Getting to Chichen Itza on your own is easy and inexpensive and I recommend going there independently instead of with a tour. If you choose to go independently, you can read all about the ruins’ history from the internet and/or guidebooks and save yourself lots of money while also having the freedom to explore the ruins at your own pace. If you are staying in the nearby city of Valladolid, you have the opportunity of arriving to the ruins early in the morning when they open, where you will be able to explore the well-maintained and expansive site in a peaceful and relaxed environment and atmosphere, with no annoying vendors yelling at you while trying to sell their tourist souvenirs or not having to deal with insane crowds of people everywhere.
If you want to arrive at the ruins early before all of the crowds get there, you will definitely want to stay at least one night in the small and pretty colonial city of Valladolid, which is located only about 45 minutes from Chichen Itza and is the perfect base for exploring the ruins. The ruins are still accessible from other parts of the Yucatan, including Merida, Playa del Carmen, Tulum and Cancun, however, you will not be able to enjoy the tranquility and relaxing atmosphere in the early morning if you arrive from any one of these places.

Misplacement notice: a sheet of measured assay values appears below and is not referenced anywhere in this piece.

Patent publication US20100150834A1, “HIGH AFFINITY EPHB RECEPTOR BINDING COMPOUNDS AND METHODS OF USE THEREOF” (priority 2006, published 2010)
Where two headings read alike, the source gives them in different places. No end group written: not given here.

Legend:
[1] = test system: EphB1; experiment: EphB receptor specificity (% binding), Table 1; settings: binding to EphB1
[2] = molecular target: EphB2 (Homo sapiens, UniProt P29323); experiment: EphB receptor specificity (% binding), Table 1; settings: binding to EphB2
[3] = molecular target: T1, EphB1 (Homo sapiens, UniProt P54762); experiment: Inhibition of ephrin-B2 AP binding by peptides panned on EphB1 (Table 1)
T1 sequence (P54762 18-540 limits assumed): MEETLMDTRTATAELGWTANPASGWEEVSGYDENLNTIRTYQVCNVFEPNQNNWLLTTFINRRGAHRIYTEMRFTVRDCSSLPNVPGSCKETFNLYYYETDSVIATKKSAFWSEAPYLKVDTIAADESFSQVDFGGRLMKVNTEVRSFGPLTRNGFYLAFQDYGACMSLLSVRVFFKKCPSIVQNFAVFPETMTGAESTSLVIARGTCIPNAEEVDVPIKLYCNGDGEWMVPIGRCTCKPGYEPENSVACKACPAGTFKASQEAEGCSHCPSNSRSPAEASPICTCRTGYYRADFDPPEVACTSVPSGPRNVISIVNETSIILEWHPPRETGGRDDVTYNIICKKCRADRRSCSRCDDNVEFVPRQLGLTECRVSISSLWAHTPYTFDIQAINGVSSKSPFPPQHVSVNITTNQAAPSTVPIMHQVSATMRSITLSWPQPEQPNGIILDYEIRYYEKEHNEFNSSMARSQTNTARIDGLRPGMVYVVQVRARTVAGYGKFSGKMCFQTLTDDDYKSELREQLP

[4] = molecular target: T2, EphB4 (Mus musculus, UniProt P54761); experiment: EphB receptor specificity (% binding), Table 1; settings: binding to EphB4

From Valladolid, you can get to Chichen Itza using the following modes of transportation:
Local colectivos (shared white 12-passenger vans) from Valladolid to Chichen Itza can be found on Calle 46 just north of Calle 39, in a small parking lot located behind the ADO bus terminal. The vans leave every 30 minutes or so between 7 AM and 6 PM. The one-way fare costs 40 pesos and the journey takes approximately 45 minutes.